Chabert de Cogolin St. Hirst, Hatton Garden
|rumy z celého světa|
An estate on the norhteast coast in the broad Pagua Valley which was once 300 acres in size. It was one of the prime estates in the original 1776 British survey of the island and it was owned named by the first English owners after a street in London called Hatten Garden famed for its shops trading in diamonds. The ruins of its mill and sugar and lime factory are still occupied. The water to power the mill was channelled in a canal from the St. Marie or Crapeau Hall River. In 1882, six years before emancipation, 197 slaves worked there and it produced 161,280 pounds of sugar and 5,500 gallons of rum. The water mill was in working order up to the end of the 1960's. In the 19th century the estate was owned by the Anderson Family, then in the 20th century by J.J. Musgrave and his heirs, then by the Shillingfords and latterly by the late Frobel Laville who subdivided and sold or distributed portions of the estate.
this would be the early Hatton settlers of America, related to those in England. One, Lewis Hatton sailed from America to Hatton Gardens, Dominica, to stock up on rum. He was, apparently, related to Sir Thomas Hatton, secretary of the province of Maryland and acting governor from time to time under Lord Baltimore.
The Hattons first appear sailing in the Islands, and off the coast of VA before 1600, then one, John Hatton settled and survived in 1613. From records I have read he became friendly with the Cherokee Indians and that probably saved him. He spoke the language.
These Hattons, of which I am most likely related, where more interested in many other things other than the politics of early America, other than to be against a war with England which would not be to their best interest. This is documented by a letter written by Walter Hatton against the war and the confiscation of the land of Robert Hatton. All of this indicates, like Sir Thomas Hatton, they were in the Islands, and America, because of the crown and personal business ventures...Like RUM....beats OIL!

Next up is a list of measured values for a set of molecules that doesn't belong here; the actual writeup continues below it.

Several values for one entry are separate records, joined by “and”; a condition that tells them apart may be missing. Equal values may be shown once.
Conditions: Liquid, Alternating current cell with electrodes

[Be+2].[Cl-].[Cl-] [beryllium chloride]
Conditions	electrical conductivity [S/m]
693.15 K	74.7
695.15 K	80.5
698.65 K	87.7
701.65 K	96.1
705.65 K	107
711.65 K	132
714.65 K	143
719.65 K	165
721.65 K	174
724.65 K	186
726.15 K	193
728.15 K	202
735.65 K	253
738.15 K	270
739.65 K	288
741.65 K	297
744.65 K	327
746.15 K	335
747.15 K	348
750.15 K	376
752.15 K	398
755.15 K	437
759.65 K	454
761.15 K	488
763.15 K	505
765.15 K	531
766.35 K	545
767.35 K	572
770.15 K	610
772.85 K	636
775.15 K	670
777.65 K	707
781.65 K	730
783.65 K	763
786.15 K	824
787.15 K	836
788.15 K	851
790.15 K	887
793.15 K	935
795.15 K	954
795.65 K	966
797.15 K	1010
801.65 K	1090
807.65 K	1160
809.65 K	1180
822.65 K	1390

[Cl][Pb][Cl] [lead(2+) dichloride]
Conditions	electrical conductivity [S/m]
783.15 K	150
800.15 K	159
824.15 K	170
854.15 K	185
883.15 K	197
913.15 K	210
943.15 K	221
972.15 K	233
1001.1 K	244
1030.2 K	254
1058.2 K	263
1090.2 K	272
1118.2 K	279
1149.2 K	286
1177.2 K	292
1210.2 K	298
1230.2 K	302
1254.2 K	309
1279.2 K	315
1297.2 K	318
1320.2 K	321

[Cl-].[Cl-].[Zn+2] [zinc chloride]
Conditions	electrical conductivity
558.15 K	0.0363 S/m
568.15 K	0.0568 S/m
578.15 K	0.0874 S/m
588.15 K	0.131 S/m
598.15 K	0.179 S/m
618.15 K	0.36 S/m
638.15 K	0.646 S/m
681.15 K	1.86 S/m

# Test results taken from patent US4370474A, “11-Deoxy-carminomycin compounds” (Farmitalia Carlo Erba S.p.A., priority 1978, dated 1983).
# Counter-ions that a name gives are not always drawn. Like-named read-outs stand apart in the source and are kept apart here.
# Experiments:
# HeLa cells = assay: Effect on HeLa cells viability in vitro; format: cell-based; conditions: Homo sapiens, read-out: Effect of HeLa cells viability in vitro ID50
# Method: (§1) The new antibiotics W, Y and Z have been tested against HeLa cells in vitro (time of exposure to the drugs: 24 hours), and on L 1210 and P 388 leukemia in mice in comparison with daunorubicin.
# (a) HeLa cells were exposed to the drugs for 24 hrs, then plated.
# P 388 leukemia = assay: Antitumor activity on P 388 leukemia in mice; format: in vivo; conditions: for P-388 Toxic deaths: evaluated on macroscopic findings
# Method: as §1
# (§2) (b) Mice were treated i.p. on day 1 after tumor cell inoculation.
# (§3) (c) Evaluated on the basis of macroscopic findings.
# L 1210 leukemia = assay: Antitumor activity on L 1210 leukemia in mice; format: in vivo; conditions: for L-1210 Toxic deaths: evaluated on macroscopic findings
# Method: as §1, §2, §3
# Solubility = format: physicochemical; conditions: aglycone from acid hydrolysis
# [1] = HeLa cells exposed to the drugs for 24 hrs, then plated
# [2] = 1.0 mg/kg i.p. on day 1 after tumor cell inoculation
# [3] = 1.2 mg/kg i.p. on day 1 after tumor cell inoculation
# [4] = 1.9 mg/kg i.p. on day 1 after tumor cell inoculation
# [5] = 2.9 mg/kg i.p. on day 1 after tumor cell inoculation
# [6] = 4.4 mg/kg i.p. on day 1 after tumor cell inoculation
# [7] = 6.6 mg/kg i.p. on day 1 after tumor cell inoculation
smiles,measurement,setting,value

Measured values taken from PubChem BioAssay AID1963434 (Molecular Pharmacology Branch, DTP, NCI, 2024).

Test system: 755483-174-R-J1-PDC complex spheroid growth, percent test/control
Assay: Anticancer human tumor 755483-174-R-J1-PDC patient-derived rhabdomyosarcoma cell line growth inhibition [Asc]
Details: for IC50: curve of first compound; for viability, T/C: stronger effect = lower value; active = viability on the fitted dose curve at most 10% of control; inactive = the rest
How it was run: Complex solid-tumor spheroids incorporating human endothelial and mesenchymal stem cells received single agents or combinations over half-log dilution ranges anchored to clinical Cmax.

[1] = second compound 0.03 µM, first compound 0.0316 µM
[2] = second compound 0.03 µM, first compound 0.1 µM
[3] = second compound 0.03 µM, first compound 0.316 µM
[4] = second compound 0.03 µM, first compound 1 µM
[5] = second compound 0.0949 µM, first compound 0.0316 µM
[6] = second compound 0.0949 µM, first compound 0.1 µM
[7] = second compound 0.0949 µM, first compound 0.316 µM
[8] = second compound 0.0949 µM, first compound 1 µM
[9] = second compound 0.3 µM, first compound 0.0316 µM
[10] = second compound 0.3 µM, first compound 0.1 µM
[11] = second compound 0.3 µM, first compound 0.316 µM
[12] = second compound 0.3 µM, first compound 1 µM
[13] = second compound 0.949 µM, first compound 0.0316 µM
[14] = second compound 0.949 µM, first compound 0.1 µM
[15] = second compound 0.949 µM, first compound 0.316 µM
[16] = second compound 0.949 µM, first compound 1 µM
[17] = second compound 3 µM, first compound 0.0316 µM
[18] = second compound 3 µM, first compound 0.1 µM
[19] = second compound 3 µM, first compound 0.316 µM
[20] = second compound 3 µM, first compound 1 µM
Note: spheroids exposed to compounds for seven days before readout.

There were four Christopher Hattons, all related. One was Lord Christopher Hatton 1540-1591 who was Lord Chancellor of England during Elizabeth 1 and lived at Hatton Gardens in London. He was a friend of Sir Francis Drake. Drake named his ship after him [the Golden Hind, a female deer/doe on the Hatton Crest]. These two, Hatton and Drake, I believe, conspired for more than history tells. It was because of Lord Hatton that Drake got his funding. Later, a second Sir Christopher [kinsman] took the titles and served in court as well. His son is Sir Thomas Hatton, mentioned prior, held estates in England and America and was probably invested in Hatton Gardens in Dominica. He also had a 22 acre garden at his manor in England. They named a place in America [USA] Hatton Gardens as well.
They were, indeed, colorful men and a mixed bag of personalities..God love them!
I remember a Cat-O-Nine-Tails hanging in our grandfather's, William Hatton, home. It was never used but you thought long and hard before you stepped out of line. It was his father's and perhaps further back than that...
My best, Ernest Hatton
Here are full texts from the labels
dm7: Tafia rum; Isle de la Diminique; Pointe Jacquet; Grande Anse; Petit Marigot; Grand Marigot; La Plaine; Petite Doufriore; Motne Espagnol; Grande Davane; Le Roseau; La Doufriore; La Grande Baye; Blended and Bottled in Dominica by Chabert de Cogolin St. Hirst, Hatton Garden, Dominica, W.I.; 70 cl; 50% vol